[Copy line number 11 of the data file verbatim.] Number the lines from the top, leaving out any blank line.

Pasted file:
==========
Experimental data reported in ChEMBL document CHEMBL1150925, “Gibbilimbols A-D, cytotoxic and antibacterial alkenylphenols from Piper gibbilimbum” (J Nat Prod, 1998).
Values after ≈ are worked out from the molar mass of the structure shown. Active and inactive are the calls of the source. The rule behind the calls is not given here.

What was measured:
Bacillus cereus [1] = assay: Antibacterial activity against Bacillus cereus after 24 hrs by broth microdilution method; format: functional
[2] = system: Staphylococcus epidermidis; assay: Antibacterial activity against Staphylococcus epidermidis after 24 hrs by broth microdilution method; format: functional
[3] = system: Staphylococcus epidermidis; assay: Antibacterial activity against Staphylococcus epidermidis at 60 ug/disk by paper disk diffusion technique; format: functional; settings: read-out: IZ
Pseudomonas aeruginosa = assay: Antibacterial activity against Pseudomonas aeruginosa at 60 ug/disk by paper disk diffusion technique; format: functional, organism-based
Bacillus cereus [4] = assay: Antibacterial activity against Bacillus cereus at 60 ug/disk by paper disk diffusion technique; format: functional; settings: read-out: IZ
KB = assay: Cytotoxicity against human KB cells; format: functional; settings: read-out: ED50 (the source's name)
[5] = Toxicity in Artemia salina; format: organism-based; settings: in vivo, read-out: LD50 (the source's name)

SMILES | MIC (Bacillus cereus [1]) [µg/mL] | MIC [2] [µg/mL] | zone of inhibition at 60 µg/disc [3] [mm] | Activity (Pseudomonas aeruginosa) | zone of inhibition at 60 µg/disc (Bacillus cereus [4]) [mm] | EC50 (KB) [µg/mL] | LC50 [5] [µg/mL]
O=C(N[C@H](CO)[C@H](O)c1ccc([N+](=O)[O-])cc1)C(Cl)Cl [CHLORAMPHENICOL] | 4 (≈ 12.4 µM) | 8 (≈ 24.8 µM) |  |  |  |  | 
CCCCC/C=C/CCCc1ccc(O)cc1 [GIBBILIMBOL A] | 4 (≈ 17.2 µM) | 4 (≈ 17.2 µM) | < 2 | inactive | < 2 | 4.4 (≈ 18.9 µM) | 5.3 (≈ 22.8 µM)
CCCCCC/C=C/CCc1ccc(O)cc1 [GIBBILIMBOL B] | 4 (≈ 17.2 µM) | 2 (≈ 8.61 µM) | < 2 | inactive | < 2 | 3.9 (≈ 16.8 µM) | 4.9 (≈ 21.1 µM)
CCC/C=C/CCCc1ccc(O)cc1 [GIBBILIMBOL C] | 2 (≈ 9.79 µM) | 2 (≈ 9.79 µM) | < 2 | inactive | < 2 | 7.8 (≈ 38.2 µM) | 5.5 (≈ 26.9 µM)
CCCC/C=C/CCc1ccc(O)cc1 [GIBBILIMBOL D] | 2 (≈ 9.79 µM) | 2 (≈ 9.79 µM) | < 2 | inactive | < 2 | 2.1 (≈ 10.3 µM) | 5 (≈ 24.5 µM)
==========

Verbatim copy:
SMILES | MIC (Bacillus cereus [1]) [µg/mL] | MIC [2] [µg/mL] | zone of inhibition at 60 µg/disc [3] [mm] | Activity (Pseudomonas aeruginosa) | zone of inhibition at 60 µg/disc (Bacillus cereus [4]) [mm] | EC50 (KB) [µg/mL] | LC50 [5] [µg/mL]